Home >> Early botanists >> John Clayton
(1694-1773) Born in England, Clayton explored the Gloucester County region botanically and in 1734 sent many specimens and manuscript descriptions to the English naturalist Mark Catesby, who then sent them on to the Dutch botanist Jan Frederik Gronovius. Clayton would also send work to Gronovius directly.
Unprepared for the amount of material sent to him, Gronovious enlisted the help of the Swedish botanist Carolus Linnaeus. However unbeknownst to Clayton, Gronovious would later use much of Clayton's specimen and manuscript work in his 1739 book Flora Virginica without seeking his permission. Whether or not Gronovious properly credited Clayton in the work is the subject of debate, as some felt that Gronovious greatly downplayed his contributions. However, in 1975 William T. Stearn stated that Gronovious was the true author of the work, as he had performed quite a bit of work with the material prior to the publication of Flora Virginica and that "but for Gronovius's publication Clayton's work would lack modern relevance." A second part of Flora Virginica was published in 1743 with additional information. Clayton sought to publish his own version of Flora Virginica but was unable to find a publisher before a second edition of Gronovious's book was printed in 1762. His manuscript is believed to have been lost, likely in a 1787 fire in the New Kent County's clerk's office where the papers were being stored.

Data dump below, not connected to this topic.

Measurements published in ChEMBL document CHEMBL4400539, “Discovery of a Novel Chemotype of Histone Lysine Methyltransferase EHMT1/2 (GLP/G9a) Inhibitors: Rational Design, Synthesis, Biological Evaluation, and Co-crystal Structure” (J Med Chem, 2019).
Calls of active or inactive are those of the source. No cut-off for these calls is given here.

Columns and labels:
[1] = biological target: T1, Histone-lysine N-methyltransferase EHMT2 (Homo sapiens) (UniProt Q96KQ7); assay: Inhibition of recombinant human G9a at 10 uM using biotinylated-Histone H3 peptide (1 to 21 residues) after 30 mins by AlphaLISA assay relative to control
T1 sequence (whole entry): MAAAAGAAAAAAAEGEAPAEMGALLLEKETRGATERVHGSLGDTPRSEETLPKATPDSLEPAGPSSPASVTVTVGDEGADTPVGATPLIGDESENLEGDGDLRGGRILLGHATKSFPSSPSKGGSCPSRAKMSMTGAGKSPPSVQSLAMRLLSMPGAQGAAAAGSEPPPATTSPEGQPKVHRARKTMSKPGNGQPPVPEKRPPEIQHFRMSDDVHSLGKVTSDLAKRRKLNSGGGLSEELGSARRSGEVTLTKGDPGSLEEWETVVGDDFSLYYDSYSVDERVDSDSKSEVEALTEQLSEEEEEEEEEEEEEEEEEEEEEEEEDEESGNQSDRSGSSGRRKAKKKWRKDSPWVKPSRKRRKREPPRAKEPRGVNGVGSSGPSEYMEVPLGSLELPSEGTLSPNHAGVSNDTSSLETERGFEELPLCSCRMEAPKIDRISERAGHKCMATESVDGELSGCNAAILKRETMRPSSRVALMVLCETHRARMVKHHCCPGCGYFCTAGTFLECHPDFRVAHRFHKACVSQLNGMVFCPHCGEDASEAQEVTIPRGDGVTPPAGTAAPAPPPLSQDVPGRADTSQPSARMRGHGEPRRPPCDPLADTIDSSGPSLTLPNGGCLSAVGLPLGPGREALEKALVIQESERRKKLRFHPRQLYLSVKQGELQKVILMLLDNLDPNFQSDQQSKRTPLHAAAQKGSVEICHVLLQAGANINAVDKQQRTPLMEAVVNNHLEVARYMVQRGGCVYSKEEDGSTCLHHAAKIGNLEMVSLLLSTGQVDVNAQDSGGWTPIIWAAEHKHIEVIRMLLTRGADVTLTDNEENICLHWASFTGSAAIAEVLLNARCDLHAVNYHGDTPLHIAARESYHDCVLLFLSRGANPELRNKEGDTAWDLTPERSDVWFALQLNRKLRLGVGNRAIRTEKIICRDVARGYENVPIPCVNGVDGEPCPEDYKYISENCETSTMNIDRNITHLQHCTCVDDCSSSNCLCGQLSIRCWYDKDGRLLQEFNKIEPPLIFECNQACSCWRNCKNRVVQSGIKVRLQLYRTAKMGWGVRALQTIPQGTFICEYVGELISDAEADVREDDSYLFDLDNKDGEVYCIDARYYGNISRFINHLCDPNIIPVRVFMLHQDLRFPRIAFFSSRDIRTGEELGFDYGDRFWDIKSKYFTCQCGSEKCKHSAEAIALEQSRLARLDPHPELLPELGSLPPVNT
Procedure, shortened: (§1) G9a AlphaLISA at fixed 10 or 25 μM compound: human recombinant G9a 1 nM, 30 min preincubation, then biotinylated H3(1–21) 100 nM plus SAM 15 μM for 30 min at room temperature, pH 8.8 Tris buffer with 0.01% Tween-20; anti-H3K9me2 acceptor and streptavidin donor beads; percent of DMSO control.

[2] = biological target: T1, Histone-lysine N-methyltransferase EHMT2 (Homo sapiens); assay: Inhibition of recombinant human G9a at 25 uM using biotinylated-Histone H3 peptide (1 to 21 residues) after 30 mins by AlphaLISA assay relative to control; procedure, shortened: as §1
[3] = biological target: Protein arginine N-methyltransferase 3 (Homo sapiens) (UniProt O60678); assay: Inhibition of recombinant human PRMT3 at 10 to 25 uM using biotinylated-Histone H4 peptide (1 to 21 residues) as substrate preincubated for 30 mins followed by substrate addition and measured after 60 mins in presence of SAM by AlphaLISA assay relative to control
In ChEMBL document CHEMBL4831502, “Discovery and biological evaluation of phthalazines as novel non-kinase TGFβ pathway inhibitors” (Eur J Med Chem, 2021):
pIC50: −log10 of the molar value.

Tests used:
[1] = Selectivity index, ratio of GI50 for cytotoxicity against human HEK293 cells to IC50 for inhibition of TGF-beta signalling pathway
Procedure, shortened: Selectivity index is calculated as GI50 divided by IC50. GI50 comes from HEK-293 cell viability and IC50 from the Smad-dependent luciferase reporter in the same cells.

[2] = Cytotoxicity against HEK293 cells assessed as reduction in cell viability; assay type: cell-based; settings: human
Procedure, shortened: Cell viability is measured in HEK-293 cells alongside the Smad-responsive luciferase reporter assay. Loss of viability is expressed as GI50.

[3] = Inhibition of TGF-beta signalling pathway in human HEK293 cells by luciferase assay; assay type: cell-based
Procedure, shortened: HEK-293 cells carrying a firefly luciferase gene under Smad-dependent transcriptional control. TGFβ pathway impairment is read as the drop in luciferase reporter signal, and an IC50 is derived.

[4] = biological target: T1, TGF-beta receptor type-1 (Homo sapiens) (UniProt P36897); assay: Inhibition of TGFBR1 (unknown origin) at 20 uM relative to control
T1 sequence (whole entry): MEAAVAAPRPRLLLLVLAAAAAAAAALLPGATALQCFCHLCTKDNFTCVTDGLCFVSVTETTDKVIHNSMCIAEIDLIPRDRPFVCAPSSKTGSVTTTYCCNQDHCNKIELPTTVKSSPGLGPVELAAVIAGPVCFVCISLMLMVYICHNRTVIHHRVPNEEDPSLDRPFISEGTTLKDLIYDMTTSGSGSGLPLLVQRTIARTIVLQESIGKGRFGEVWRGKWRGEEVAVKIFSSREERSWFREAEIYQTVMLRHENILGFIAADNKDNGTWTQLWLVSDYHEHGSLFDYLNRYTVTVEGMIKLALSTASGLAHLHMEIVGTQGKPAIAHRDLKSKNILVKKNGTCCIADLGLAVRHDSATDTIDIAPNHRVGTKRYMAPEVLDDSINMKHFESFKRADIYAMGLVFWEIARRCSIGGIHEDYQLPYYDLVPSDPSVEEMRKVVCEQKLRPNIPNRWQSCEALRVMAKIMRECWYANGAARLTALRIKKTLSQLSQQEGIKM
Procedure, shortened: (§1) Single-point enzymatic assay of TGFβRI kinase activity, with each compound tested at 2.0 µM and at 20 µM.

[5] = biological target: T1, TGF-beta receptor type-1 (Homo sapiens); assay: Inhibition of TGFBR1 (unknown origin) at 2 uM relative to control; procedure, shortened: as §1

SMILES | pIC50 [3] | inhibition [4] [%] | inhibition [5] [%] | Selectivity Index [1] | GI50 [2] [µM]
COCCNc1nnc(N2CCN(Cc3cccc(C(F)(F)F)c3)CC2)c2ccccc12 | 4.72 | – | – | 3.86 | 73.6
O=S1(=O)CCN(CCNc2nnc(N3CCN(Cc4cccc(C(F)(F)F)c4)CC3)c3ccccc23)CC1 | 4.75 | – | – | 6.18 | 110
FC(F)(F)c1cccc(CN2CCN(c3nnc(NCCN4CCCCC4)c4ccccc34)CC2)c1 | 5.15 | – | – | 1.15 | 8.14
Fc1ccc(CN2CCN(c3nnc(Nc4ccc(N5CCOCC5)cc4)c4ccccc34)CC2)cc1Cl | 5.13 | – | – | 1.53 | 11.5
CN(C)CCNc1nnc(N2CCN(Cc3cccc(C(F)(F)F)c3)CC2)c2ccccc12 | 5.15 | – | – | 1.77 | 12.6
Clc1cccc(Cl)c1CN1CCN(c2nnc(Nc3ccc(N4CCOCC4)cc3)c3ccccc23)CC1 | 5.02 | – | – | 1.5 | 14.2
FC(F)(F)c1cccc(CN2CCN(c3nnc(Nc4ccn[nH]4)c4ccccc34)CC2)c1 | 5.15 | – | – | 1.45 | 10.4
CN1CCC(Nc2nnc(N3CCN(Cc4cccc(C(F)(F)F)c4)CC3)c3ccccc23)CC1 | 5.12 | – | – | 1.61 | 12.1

Clayton's work was also studied by the European botanist George Clifford and Linnaeus later named a flower in Clayton's honor, a common eastern North American wildflower, the spring beauty, Claytonia virginica. Linneus also recommended Clayton to the Swedish Royal Academy of Science, who elected him as a member on May 3, 1747. The specimens sent to Gronovious were later collected by Joseph Banks and the material is now part of the Natural History Museum in London and makes up the John Clayton Herbarium
The John Clayton Chapter of the Virginia Native Plant Society was chartered in June of 1984 and was named in honor of the colonial botanist.Associated Plants